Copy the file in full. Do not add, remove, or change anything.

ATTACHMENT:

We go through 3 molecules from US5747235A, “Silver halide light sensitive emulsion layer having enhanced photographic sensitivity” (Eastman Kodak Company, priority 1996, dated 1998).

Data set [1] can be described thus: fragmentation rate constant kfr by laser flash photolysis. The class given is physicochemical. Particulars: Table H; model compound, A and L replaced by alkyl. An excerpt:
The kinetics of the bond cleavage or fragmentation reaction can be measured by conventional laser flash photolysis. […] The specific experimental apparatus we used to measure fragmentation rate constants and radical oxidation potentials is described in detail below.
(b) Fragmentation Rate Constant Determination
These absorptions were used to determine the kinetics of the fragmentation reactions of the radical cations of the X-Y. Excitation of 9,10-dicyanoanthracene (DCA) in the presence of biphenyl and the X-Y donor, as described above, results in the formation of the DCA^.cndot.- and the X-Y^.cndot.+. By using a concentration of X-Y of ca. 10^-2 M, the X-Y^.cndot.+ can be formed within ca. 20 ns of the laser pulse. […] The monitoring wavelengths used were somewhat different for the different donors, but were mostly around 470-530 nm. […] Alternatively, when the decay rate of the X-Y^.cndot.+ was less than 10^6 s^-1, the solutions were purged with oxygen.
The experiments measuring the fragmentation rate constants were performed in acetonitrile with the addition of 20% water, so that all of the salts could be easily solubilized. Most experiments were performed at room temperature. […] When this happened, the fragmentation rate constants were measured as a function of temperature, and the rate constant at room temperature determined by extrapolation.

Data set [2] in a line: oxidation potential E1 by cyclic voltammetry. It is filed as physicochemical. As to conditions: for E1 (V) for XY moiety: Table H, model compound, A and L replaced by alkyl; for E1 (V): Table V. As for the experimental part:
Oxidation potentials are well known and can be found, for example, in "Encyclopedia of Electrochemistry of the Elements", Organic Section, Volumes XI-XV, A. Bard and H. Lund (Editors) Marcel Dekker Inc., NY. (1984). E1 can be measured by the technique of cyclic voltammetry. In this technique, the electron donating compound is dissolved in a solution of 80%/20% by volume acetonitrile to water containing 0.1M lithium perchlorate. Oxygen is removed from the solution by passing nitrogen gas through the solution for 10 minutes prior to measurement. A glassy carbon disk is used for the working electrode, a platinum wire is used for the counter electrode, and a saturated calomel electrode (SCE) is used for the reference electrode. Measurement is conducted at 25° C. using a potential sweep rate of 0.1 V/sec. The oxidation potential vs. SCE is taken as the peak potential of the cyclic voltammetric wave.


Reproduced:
We go through 3 molecules from US5747235A, “Silver halide light sensitive emulsion layer having enhanced photographic sensitivity” (Eastman Kodak Company, priority 1996, dated 1998).

Data set [1] can be described thus: fragmentation rate constant kfr by laser flash photolysis. The class given is physicochemical. Particulars: Table H; model compound, A and L replaced by alkyl. An excerpt:
The kinetics of the bond cleavage or fragmentation reaction can be measured by conventional laser flash photolysis. […] The specific experimental apparatus we used to measure fragmentation rate constants and radical oxidation potentials is described in detail below.
(b) Fragmentation Rate Constant Determination
These absorptions were used to determine the kinetics of the fragmentation reactions of the radical cations of the X-Y. Excitation of 9,10-dicyanoanthracene (DCA) in the presence of biphenyl and the X-Y donor, as described above, results in the formation of the DCA^.cndot.- and the X-Y^.cndot.+. By using a concentration of X-Y of ca. 10^-2 M, the X-Y^.cndot.+ can be formed within ca. 20 ns of the laser pulse. […] The monitoring wavelengths used were somewhat different for the different donors, but were mostly around 470-530 nm. […] Alternatively, when the decay rate of the X-Y^.cndot.+ was less than 10^6 s^-1, the solutions were purged with oxygen.
The experiments measuring the fragmentation rate constants were performed in acetonitrile with the addition of 20% water, so that all of the salts could be easily solubilized. Most experiments were performed at room temperature. […] When this happened, the fragmentation rate constants were measured as a function of temperature, and the rate constant at room temperature determined by extrapolation.

Data set [2] in a line: oxidation potential E1 by cyclic voltammetry. It is filed as physicochemical. As to conditions: for E1 (V) for XY moiety: Table H, model compound, A and L replaced by alkyl; for E1 (V): Table V. As for the experimental part:
Oxidation potentials are well known and can be found, for example, in "Encyclopedia of Electrochemistry of the Elements", Organic Section, Volumes XI-XV, A. Bard and H. Lund (Editors) Marcel Dekker Inc., NY. (1984). E1 can be measured by the technique of cyclic voltammetry. In this technique, the electron donating compound is dissolved in a solution of 80%/20% by volume acetonitrile to water containing 0.1M lithium perchlorate. Oxygen is removed from the solution by passing nitrogen gas through the solution for 10 minutes prior to measurement. A glassy carbon disk is used for the working electrode, a platinum wire is used for the counter electrode, and a saturated calomel electrode (SCE) is used for the reference electrode. Measurement is conducted at 25° C. using a potential sweep rate of 0.1 V/sec. The oxidation potential vs. SCE is taken as the peak potential of the cyclic voltammetric wave.